Yet another week goes by where I don’t fail to pick up a little snippet of inspiration for my next article from my Instructor Terry Barnett.

During a session of Jun Fan Kick Boxing, we were discussing training methods and the importance of reviewing techniques we may have neglected over time, or training methods that we may have moved on from and left to gather dust in the “that’s outdated” area of our mind.

Terry quoted the famous JKD philosophy of “Absorb what is useful, Reject what is useless, and Add specifically what is you own” but then continued by suggesting he believes the phrase should be completed with “… And then go back to the beginning”.

The last bit is something we are probably all guilty of Not doing. Continually moving forwards, adopting the latest training methodologies and strategies, and perhaps not going back to review our past decisions as much as we should.

I am a big believer in looking forwards, and continuing to expand and grow and change with the times. We are an evolving species – well, at least some of us are if you ignore the Jeremy Kyle programs – and with this evolution comes new approaches and more efficient and effective concepts.

But with this new found knowledge can come a greater understanding of the things we have rejected in the past – a deeper understanding that could potentially change our previous opinion and decisions.

I recently watched a program about Submarines. I know… I am that sad….. anyway…

The conversation with Terry reminded me of the part of the program where they described the nuclear reactor and how it powers the sub.

Nuclear power, like it or hate it, has revolutionised the submarine design, but the genius of it is that it also uses an age old process of Steam Power to actually convert the heat from the Nuclear reactor to a useable force to propel the sub.

Can you imagine if, when we first started to move to petrol and diesel powered engines, we abandoned Steam power completely, and relegated it to the same area of “that’s outdated and useless – we’ve moved on now”??

The fact that the boffins behind all of these incredible engineering designs are prepared to go back and revisit old technologies, with a new found level of skill and engineering knowledge, means they are able to revisit and re-apply these old solutions to modern problems.

And we are seeing this more and more in the fitness industry where, all of the funky and clever gym machines and gadgets, are now being replaced by traditional and conventional free weights. Personal trainers are now going back to simple kettle bells, free weights, and even bodyweight exercises rather than sit their clients on fancy “hi-tech” machines. Boot camp training doesn’t even require a gym and look how popular that has become and how many people are claiming huge benefits from these types of sessions. And they don’t look too much different from training methods used by the military for many many years.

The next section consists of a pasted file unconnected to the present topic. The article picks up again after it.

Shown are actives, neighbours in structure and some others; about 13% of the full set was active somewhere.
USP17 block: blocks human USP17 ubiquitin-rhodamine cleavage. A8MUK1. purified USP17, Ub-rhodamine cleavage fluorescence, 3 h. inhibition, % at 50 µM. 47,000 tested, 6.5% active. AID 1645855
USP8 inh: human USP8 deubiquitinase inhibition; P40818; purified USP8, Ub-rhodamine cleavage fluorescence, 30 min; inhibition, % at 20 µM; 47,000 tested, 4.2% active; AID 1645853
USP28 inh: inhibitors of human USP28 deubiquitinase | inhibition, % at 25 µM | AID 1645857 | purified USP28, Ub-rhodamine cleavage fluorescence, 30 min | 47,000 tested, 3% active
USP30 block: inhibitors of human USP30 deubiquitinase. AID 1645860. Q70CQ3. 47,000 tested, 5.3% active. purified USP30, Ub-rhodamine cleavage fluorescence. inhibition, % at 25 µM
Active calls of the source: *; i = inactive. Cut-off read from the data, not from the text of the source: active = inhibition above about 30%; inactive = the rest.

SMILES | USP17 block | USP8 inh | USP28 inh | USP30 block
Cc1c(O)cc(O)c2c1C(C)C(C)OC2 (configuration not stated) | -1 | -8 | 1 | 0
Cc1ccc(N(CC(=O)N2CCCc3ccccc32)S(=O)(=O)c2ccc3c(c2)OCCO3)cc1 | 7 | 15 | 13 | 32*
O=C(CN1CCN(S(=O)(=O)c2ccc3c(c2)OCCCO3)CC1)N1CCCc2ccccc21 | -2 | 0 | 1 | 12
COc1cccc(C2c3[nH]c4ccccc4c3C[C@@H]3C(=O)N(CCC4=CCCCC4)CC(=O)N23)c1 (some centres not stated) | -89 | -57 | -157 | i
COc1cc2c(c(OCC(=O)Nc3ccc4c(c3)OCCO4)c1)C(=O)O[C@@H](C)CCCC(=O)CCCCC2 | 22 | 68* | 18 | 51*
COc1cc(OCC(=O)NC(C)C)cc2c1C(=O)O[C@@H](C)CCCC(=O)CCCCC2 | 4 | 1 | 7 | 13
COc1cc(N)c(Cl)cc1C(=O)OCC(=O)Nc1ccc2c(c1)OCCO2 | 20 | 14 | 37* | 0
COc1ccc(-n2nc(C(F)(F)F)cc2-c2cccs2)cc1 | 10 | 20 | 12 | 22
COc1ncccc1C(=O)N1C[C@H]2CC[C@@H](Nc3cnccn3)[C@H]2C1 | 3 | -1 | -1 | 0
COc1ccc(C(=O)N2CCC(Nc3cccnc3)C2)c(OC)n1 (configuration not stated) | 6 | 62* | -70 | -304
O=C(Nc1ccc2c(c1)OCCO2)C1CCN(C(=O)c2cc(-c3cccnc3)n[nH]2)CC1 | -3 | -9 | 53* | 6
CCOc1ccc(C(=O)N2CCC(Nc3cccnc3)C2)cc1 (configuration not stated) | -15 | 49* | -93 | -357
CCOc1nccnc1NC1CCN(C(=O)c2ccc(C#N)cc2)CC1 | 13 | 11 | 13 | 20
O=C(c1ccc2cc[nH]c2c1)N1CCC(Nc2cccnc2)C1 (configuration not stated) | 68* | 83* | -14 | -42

Being prepared to go back and review the decisions you have made in the past is a great way of finding gems that you had buried and thought useless, but which now have great value.

I also have to thank my good friend Mr Fraser Kyne for steering me towards this other little gem that brilliantly illustrates my point.

Terry Moore gives a wonderful talk on the benefits of going back and reviewing even the tiniest thing that we had thought we had mastered. Tying you shoe laces is probably one of the first major achievements as a child and with many years of repetition, it’s also probably something we assume we no longer need to go back and review or improve. Not so.

What we also need to consider is that, whilst we may have discounted certain things when we first tried to learn and apply them, the subsequent years of training and personal development could have given us skills that means those techniques are now far more appropriate and effective.

Maybe Jodan Mawashigeri (roundhouse kick to the head) isn’t the best technique to use in a self defence situation. But for someone who has then gone on to spend 30plus years developing and honing their kicking skills, their flexibility, their control, their power and their efficiency as a kicker, they may very well go back and change their mind. I know this is not a great example, but we only have to look at legends such as Terry O’Neil or Bill Wallace to appreciate that it’s possible.

So. Absorb what is useful. Reject what is useless, and add specifically what is your own. But most definitely, be prepared to go back to the beginning and revisit all of these things as you’re opinions and decisions may have changed with your continued development.

Stay Safe and Have Fun

Al x

One comment

  1. John Carter

    “Sound advice indeed!”

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